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What is a REALTOR®?

REALTOR® is a federally registered collective membership mark which identifies a real estate professional who is member of the NATIONAL ASSOCIATION OF REALTORS® and subscribes to its strict pdf 2018 Code of Ethics and Standards of Practice (486 KB) All real estate licensees are not REALTORS®. 

A requirement through the National Association of REALTORS® (NAR®) that went into effect January 1, 2001 states that ALL REALTORS® MUST take continuing ethics training every two (2) years. http://www.realtor.org/code-of-ethics/training

The training was put into place in order to create an awareness and appreciation for the role that Code can and should play in their professional lives; to enhance professionalism and competency; and to encourage REALTORS® to view their Code of Ethics as living, viable guide in their daily dealings with clients.

 

BCCAR & OCBR Merger Video

  BCCAR logo &   ocbr logo

We are excited to announce the landslide approval for the merger between Ocean County Board of REALTORS® and BCCAR!

video BCCAR & OCBR Video (235.07 MB)

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Realtor.Com Offers Tools for Buyers and Sellers

Realtor.com® update their listings every 15 minutes! You can't get more ACCURATE numbers anywhere. Visit their site today for mobile tools, mortgage affordability calculators and professionals to help you find the home of your dreams.

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TRY IT TODAY! Visit http://www.realtor.com/mortgage

Looking for DIY ideas for your home or garden, staging, curb appeal, or tips for selling and buying? Visit www.houselogic.com - the award-winning website brought to you by the National Association of REALTORS(R) to guide you through the process.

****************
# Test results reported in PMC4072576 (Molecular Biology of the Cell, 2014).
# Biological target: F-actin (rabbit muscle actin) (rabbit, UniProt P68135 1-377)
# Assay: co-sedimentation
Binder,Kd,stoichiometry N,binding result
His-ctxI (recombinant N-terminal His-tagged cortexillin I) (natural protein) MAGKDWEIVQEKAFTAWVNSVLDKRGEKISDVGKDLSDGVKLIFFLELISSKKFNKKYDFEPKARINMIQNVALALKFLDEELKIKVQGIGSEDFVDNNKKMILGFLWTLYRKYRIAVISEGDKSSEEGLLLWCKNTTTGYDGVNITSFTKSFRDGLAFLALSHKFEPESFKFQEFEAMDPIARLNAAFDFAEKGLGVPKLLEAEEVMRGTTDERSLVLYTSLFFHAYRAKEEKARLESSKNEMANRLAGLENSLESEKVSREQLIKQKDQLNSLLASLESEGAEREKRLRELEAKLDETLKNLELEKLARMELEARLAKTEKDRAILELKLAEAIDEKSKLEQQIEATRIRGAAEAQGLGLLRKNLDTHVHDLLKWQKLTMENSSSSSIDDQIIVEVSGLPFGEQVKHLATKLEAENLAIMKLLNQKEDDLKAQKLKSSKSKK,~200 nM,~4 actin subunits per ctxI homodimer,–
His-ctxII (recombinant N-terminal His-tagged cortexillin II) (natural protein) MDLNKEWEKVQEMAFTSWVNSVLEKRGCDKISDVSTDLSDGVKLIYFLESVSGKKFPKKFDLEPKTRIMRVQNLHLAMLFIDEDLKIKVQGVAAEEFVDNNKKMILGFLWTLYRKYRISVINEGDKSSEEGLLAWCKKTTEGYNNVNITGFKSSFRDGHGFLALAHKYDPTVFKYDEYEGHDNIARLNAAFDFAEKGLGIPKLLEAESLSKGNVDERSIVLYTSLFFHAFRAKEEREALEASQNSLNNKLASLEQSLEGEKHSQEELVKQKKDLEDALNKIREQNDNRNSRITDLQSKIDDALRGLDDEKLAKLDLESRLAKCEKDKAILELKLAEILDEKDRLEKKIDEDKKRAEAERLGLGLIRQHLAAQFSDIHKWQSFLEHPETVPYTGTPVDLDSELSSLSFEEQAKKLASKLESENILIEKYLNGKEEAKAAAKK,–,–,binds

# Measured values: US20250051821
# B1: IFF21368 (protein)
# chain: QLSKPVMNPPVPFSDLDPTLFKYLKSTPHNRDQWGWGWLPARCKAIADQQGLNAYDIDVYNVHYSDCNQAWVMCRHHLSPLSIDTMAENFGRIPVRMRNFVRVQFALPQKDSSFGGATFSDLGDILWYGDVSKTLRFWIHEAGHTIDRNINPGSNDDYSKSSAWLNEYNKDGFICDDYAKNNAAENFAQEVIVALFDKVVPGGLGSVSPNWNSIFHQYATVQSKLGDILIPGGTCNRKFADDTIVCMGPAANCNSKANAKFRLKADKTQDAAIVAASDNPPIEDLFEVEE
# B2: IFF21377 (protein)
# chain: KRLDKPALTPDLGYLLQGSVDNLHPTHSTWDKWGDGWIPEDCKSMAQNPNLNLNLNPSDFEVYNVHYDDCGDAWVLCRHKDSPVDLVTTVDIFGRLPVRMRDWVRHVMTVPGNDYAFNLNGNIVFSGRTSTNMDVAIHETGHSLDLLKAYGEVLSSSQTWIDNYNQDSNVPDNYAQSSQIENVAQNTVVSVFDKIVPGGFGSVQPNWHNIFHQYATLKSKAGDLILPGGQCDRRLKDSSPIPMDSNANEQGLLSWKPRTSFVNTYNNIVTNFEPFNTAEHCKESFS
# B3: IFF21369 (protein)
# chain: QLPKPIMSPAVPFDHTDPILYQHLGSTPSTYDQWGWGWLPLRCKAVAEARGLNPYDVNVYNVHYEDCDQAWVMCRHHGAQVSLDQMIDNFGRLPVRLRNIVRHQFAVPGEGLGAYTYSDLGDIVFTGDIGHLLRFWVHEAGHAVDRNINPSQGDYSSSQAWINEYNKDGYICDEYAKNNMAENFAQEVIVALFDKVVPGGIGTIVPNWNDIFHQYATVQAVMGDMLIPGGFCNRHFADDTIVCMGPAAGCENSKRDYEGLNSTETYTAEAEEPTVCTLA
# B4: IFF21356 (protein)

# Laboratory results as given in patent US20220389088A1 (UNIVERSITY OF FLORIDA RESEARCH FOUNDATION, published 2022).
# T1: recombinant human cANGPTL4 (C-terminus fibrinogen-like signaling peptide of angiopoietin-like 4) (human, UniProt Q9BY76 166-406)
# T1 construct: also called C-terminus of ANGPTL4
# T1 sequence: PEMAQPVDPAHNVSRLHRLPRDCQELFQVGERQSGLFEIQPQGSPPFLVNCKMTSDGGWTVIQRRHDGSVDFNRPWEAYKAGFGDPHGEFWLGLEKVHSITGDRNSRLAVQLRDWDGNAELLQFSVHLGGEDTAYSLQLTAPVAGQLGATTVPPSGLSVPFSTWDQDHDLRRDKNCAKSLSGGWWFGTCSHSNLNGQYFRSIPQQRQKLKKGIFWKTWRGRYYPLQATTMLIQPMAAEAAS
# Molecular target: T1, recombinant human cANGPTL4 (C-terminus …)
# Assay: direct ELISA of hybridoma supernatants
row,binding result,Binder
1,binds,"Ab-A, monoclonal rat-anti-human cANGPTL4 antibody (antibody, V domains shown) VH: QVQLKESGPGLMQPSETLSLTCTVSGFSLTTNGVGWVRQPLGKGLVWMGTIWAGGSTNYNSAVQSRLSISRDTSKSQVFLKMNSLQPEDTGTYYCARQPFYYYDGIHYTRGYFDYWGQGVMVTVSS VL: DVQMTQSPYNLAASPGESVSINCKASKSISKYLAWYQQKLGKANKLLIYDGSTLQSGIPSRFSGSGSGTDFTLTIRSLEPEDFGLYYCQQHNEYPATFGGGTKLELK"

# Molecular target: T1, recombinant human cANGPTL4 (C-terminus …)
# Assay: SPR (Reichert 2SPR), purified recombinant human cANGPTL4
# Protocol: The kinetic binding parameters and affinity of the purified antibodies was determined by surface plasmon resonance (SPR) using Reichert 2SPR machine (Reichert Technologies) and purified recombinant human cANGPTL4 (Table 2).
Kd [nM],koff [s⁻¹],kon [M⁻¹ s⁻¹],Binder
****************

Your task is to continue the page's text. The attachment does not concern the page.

Be "In the Know" about protecting the dream of homeownership! Visit, www.homeownershipmatters.realtor                                                                                                                                     nar homeownershipmatters logo

A Guide to Buying and Selling a Home

Like finding the right house, selecting a REALTOR® you can trust and comfortably work with is paramount. Just as you wouldn't be casual in the selection of your doctor or your attorney, you shouldn't take the selection of your REALTOR® lightly. Indeed, the best way to find such a professional is through recommendations from family and friends. Of course, you should interview several REALTORS® before you choose one. If you're selling your home, you should ask the candidates how they plan to market your home, what pricing advice they can offer, and what other suggestions they can provide to further enhance the desirability of your home.

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Do I Have What Buyer's Want?

If You Were Selling Today, Would You Have the Home That Buyers Want?

By: Dona DeZube

Published: November 8, 2013

Knowing what appeals to today’s homebuyers, and considering those trends when you remodel, can pay off years from now when you sell your home.

Two new surveys about what homebuyers want have me feeling pretty smug about my own home choices. Maybe you'll feel the same.